6 Top Tips for overwhelmed working mums


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If you have children and you’re also trying to hold down a working life outside the home, you will know how busy it feels – all the time! Before you know it, you’re experiencing stress, getting irritable and feeling overwhelmed with how much you have to do each day. Talk to any working mum and they will recognise this. For single mums it can especially difficult – and I know because I was one!

Now I’m no fairy godmother and there is no magic wand to make all this disappear, but there are ways to make it easier for yourself. I’m going to share the tips I used which helped me, and recommend some others that would have made things better for me at the time – had I known them.

Tip 1 – Recognise you can’t do everything and prioritise

Work out what is important. List everything on your mind and split the items into essentials and desirables. Essentials need to be top of your priority list – the desirables can wait

Tip 2 – Get a routine

When you’re busy, it’s helpful to have a schedule to guide you. Think of it like the timetable you used at school – that helped you know what was necessary that day, where to be and when, and what to be doing, as your time was broken down into manageable chunks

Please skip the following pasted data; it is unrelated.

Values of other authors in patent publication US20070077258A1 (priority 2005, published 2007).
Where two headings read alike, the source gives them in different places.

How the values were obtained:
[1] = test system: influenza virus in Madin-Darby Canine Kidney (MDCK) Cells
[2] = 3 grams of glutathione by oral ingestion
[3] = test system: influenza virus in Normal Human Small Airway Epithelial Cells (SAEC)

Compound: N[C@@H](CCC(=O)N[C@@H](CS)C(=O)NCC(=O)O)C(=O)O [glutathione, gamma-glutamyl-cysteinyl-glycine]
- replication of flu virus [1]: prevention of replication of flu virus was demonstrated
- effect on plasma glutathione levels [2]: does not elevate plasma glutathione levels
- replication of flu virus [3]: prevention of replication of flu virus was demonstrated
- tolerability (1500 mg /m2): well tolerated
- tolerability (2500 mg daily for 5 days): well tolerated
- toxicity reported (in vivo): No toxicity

Tip 3 – Delegate

You may have a supportive partner who can share the load – so use them. Give them specific things to do, like a good manager does with a team at work. Get the children involved in tasks too – depending on their ages there is usually something they can do to help. Make others responsible for doing their bit! Things may not be done to your standards by the way, but learn to let that go – it’s better for you to get the help

Tip 4 – Back up team

We can all use a support team. Sometimes that doesn’t seem possible, but there are ways to develop one. Your children have friends and their parents are probably working too – perhaps there’s an opportunity to see if you can work out something between you, which allows everyone to take turns doing school drop offs or collecting for example. Rope in anyone in your wider family who might be willing to help when you are stuck

Tip 5 – Ask for help